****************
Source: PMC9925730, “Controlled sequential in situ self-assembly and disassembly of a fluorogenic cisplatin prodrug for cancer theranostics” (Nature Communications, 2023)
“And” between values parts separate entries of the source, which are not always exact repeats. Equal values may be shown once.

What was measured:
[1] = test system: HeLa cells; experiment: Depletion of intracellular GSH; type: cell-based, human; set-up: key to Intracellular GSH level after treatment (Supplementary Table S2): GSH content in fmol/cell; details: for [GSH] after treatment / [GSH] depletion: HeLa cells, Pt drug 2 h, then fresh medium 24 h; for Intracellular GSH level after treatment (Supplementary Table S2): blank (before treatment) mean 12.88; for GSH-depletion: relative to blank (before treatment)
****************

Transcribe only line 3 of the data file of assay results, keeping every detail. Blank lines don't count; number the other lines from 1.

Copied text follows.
What was measured: